I am writing this email to thank you and the volunteers who picked up one of our men recently.
As you may recall, when we requested a volunteer to pick up [Josh], we mentioned over the phone that the day of his release also coincided with his birthday.
When the Prison Fellowship volunteer attended the prison to pick Josh up, not only they provided him with clothes, toiletries, and also some food for the weekend, but Josh was also provided a cake for his birthday.
This was such a kind gesture, which meant so much to Josh, and that’s the reason we are writing to Prison Fellowship as we would like to thank your organisation for such an act of kindness and emotional support.
I read recently this quote and would like to share with you: “Love and kindness are never wasted. They always make a difference. They bless the one who receives them, and they bless you, the giver.” – Barbara De Angelis
Can you please share this message with all involved parties at your organisation, especially those who assisted Josh and made his release and birthday so memorable?
We thank you very much for your ongoing support and assistance.”
Joanna Mann, Staff Writer
*Names have been changed
Simon* is in prison. He has been in prison for a while! He describes his lifestyle before he went ‘inside’ as “a life of drugs, violence and crime.” He freely admits that he has not always been a ‘good guy’, even in prison. There were times when he was plain nasty, standing over people and pushing others around.
There were also times when he pretended to be a Christian just so that he could have a pen pal with whom to correspond. He credits the generosity and the good heart of his pen pal as catalysts for what happened next.
January 5th, 2018 was “conversion day”… Simon is very specific! The previous night he had been reading his Bible and rather liked the idea of being a Christian. On the night of the 5th, however, this vague thought became a reality. In his cell he was hearing footsteps and felt an evil spirit touching him.
“It was the scariest night of my life.” In fear and hope, “I cried out to Jesus and I was relieved at once. I knew immediately – This is real.” From the next morning he began his spiritual journey and he says: “I am the happiest I have ever been” and “I have different desires and paths to follow. I really want whatever God’s will is for me.”
Simon is not historically or by nature a sportsman. Before prison his sporting experiences were confined to footy and cricket at school. However, the prison has sports facilities which inmates can access, including a basketball court, and it was here that he met the SLAM team. SLAM (Sport Lights a Message) is a Prison Fellowship sporting outreach to inmates in Victoria and there are a number of SLAM teams throughout the State.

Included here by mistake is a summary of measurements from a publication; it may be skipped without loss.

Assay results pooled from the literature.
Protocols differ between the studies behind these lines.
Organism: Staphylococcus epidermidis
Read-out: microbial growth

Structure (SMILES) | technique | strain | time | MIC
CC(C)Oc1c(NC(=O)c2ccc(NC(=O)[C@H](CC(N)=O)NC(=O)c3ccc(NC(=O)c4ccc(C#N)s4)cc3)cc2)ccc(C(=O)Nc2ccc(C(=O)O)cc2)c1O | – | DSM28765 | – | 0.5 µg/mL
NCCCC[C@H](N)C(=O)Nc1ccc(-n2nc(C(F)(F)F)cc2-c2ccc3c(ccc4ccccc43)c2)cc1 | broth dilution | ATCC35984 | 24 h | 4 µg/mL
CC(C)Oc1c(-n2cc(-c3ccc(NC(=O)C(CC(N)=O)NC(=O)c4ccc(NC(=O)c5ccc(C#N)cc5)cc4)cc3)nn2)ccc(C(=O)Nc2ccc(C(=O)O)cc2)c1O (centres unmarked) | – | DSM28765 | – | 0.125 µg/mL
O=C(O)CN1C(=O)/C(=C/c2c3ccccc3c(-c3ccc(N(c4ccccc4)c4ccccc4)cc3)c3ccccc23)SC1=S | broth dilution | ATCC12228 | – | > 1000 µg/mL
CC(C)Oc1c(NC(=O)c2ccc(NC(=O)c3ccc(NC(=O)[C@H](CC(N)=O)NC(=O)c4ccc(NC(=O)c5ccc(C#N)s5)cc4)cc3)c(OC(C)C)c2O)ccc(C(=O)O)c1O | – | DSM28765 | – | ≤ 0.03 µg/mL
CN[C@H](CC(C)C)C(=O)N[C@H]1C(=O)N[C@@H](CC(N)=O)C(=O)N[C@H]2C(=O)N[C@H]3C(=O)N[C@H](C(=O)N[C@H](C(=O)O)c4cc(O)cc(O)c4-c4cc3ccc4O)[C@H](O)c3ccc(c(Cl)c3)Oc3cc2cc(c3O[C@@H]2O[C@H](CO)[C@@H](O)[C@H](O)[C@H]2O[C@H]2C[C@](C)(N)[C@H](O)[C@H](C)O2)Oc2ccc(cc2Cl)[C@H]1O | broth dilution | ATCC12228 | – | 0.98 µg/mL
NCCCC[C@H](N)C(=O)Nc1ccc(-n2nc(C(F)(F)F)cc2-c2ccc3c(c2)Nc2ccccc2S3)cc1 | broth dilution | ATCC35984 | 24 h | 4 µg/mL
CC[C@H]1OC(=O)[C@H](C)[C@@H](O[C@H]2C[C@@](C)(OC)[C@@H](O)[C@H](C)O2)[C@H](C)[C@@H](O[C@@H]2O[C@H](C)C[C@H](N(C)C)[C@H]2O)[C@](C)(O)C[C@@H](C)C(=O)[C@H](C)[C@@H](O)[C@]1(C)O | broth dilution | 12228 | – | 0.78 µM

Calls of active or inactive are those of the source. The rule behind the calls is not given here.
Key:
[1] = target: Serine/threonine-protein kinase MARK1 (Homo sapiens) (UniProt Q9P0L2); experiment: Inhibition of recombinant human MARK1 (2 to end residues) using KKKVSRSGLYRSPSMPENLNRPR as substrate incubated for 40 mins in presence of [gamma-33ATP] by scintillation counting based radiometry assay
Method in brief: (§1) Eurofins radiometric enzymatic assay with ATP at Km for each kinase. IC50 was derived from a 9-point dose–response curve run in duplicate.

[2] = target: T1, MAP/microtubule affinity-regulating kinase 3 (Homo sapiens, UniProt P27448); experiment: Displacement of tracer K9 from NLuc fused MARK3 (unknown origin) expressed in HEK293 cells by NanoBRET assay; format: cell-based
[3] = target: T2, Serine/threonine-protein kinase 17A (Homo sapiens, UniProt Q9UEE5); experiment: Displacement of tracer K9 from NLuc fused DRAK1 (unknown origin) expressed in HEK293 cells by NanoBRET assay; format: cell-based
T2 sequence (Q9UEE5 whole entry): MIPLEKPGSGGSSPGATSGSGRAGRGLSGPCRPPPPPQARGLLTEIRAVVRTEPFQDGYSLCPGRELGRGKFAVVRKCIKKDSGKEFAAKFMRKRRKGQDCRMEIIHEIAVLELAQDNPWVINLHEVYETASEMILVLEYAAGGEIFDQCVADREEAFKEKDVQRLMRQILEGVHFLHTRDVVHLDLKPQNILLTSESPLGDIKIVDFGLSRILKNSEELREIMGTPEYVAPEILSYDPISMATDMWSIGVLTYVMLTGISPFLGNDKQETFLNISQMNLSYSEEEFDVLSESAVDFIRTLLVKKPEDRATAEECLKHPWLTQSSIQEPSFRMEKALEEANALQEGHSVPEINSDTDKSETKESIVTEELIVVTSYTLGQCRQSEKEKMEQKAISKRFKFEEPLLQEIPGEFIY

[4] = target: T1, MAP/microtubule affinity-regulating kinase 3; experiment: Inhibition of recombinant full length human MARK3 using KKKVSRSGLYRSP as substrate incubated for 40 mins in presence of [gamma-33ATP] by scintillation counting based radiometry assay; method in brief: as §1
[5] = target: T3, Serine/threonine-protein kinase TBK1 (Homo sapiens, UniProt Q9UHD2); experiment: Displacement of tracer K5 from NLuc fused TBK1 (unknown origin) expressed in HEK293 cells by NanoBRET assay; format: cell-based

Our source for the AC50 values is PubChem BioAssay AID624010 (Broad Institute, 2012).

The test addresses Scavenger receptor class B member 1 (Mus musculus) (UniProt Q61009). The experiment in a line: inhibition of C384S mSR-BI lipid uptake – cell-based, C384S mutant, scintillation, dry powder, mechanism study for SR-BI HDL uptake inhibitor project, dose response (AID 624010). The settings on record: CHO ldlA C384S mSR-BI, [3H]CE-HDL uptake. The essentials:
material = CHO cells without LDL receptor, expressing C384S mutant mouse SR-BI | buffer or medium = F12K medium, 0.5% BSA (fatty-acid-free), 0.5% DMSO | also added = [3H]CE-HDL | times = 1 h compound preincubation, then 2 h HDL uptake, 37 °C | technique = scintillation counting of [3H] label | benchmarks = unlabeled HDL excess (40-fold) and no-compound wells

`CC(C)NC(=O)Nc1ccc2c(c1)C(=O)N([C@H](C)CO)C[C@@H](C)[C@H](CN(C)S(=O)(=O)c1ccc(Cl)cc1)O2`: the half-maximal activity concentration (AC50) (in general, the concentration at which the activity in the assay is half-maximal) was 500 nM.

A minibus load of Christians arrives on Saturday morning to spend the day playing basketball against inmates. There are four playing sessions, each one hour in duration, and a different unit of the prison takes part each session. At the end of each session someone from the unit will be nominated ‘best & fairest’ and get the treasured prize – a bottle of Gatorade! During each visit there is an opportunity for a SLAM team member to give a testimony.
Simon gravitated to the members of the SLAM team, not primarily because of basketball, but more as an opportunity to be around other Christians and to share his testimony. Imagine the feelings that ran through Simon when he was invited by Darryl to share his testimony on the next SLAM visit!! At first he was sceptical…. but the idea grew on him.
He decided not to write out his speech but to just speak as led by God. He was very nervous but he really wanted to share what God had given him and to tell other inmates that they could have it also. Remember – his audience was “the boys” with whom he lived and from whom he could not escape…. a daunting thought. Everyone watched him and listened and a few boys even said: “Good on ya!” It was a very special and positive experience.
Simon’s mission in the prison has widened and each week on a Tuesday afternoon he meets up with a few boys to share Bible readings. “Coming to the Lord is the best thing I’ve ever done. I’m grateful and keen to learn more. Also – a big thanks to Prison Fellowship!”
– Kevin, Prison Fellowship volunteer writer
“We have been approached by the management of two Juvenile Centres in Victoria to begin running SLAM programs in their facilities! Please pray for this exciting new opportunity to come to fruition.” – Richard Feeney, VIC State Manager